12:09 PM UPDATE: Sorry the “no comment” option was briefly on for this story – sometimes when working via Wi-Fi (as we were, at City Hall) that happens if an update “times out.” Fixed now, commenting is re-enabled. Also adding some of the collateral from the news conference – first, here is a city graphic of how trash collection will unfold over the next few days – click it for the full-size version:
We also are processing our video – look for a separate wrapup post with that – first, here’s the full text of the news release (not linked online so we’re cutting and pasting from what we got in e-mail):
Mayor amends city’s snow removal practice, adds crews to clean-up
SEATTLE – Mayor Greg Nickels announced today that additional private
contractors will be hired to speed clean-up of city streets sanded
during the winter storm. In addition, Nickels ordered the Seattle
Department of Transportation to amend its practice regarding the use of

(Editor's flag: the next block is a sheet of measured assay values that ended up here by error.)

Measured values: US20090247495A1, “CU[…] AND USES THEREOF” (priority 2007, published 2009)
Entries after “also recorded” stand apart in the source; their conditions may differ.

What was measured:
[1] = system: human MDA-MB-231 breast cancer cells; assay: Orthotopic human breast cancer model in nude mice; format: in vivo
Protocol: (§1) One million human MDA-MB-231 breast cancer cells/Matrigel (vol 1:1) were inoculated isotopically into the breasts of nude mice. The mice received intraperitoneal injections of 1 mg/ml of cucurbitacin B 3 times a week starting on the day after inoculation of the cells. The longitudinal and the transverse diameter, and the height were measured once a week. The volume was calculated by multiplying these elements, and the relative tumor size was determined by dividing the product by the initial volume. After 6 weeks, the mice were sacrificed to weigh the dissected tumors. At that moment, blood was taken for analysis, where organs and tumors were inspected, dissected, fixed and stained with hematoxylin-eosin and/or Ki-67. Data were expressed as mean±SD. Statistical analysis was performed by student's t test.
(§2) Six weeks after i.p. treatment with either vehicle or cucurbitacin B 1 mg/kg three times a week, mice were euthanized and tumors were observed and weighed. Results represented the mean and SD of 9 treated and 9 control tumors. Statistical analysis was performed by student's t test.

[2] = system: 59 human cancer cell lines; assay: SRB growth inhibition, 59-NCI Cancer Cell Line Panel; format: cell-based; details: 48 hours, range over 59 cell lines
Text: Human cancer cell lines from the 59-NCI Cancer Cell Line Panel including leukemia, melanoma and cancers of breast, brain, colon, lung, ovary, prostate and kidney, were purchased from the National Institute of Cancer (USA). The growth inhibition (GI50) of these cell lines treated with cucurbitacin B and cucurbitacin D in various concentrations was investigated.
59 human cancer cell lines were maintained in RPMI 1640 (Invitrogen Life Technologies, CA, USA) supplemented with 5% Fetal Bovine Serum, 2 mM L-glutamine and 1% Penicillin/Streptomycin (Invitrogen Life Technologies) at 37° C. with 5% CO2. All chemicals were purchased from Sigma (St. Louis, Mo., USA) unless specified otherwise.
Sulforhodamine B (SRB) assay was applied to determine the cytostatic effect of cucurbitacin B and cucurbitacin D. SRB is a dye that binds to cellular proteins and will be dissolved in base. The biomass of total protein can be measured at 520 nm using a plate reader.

salt on city streets and to improve coordination with King County
In future storms, SDOT will continue to use liquid de-icer but will
spread salt under the following emergency conditions:
●if 4 inches or more of snow are predicted
●if ice is predicted
●if extreme cold is predicted to last longer than 3 days
●on hills, arterials, and designated snow bus routes
●on routes to hospitals and other emergency facilities indicated by
Fire and Police
●on other facilities as dictated by the professional judgment of the
Director of the Seattle Department of Transportation.
Nickels also instructed all city departments involved with winter storm
operations – transportation, police, fire, human services, City Light,
and Seattle Public Utilities – to review their performance and make
policy recommendations by Jan. 30.
“This once-in-a-decade storm presented tough challenges for all our
city services,” said Nickels. “While our crews performed well, we
want to make sure we’re using best practices. I’m confident this
amendment to how SDOT uses salt will help in the worst situations while
making sure our lakes and rivers don’t suffer during routine